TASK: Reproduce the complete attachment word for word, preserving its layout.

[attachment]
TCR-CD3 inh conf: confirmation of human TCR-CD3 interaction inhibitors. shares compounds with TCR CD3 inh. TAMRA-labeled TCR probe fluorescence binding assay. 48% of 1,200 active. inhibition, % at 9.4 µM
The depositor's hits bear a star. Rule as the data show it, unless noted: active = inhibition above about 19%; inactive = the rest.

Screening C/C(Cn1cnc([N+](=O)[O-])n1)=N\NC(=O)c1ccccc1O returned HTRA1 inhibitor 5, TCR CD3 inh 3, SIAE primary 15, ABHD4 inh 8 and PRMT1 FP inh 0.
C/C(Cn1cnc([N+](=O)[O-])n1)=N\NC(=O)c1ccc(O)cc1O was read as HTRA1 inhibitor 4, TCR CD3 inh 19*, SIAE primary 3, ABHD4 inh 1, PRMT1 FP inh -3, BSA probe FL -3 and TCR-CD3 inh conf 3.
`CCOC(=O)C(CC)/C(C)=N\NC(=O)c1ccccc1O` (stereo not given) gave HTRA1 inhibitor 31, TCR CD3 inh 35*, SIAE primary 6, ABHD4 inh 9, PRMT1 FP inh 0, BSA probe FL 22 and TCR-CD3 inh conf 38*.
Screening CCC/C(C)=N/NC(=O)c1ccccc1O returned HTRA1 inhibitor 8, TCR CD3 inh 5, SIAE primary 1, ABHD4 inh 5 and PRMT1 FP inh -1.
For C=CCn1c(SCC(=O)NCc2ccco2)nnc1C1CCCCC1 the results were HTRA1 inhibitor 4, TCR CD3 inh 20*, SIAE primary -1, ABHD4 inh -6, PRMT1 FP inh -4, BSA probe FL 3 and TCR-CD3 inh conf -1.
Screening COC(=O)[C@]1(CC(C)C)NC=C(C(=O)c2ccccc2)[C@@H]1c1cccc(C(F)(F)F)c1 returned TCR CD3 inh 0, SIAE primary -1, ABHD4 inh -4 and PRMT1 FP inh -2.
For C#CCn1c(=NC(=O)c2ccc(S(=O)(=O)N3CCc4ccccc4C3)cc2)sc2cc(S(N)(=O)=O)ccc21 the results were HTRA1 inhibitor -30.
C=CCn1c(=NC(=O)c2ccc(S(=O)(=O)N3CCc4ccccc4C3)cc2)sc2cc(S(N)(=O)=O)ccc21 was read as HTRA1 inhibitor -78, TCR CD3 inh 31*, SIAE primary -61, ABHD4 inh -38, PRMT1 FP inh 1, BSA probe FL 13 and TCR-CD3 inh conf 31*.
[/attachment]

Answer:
TCR-CD3 inh conf: confirmation of human TCR-CD3 interaction inhibitors. shares compounds with TCR CD3 inh. TAMRA-labeled TCR probe fluorescence binding assay. 48% of 1,200 active. inhibition, % at 9.4 µM
The depositor's hits bear a star. Rule as the data show it, unless noted: active = inhibition above about 19%; inactive = the rest.

Screening C/C(Cn1cnc([N+](=O)[O-])n1)=N\NC(=O)c1ccccc1O returned HTRA1 inhibitor 5, TCR CD3 inh 3, SIAE primary 15, ABHD4 inh 8 and PRMT1 FP inh 0.
C/C(Cn1cnc([N+](=O)[O-])n1)=N\NC(=O)c1ccc(O)cc1O was read as HTRA1 inhibitor 4, TCR CD3 inh 19*, SIAE primary 3, ABHD4 inh 1, PRMT1 FP inh -3, BSA probe FL -3 and TCR-CD3 inh conf 3.
`CCOC(=O)C(CC)/C(C)=N\NC(=O)c1ccccc1O` (stereo not given) gave HTRA1 inhibitor 31, TCR CD3 inh 35*, SIAE primary 6, ABHD4 inh 9, PRMT1 FP inh 0, BSA probe FL 22 and TCR-CD3 inh conf 38*.
Screening CCC/C(C)=N/NC(=O)c1ccccc1O returned HTRA1 inhibitor 8, TCR CD3 inh 5, SIAE primary 1, ABHD4 inh 5 and PRMT1 FP inh -1.
For C=CCn1c(SCC(=O)NCc2ccco2)nnc1C1CCCCC1 the results were HTRA1 inhibitor 4, TCR CD3 inh 20*, SIAE primary -1, ABHD4 inh -6, PRMT1 FP inh -4, BSA probe FL 3 and TCR-CD3 inh conf -1.
Screening COC(=O)[C@]1(CC(C)C)NC=C(C(=O)c2ccccc2)[C@@H]1c1cccc(C(F)(F)F)c1 returned TCR CD3 inh 0, SIAE primary -1, ABHD4 inh -4 and PRMT1 FP inh -2.
For C#CCn1c(=NC(=O)c2ccc(S(=O)(=O)N3CCc4ccccc4C3)cc2)sc2cc(S(N)(=O)=O)ccc21 the results were HTRA1 inhibitor -30.
C=CCn1c(=NC(=O)c2ccc(S(=O)(=O)N3CCc4ccccc4C3)cc2)sc2cc(S(N)(=O)=O)ccc21 was read as HTRA1 inhibitor -78, TCR CD3 inh 31*, SIAE primary -61, ABHD4 inh -38, PRMT1 FP inh 1, BSA probe FL 13 and TCR-CD3 inh conf 31*.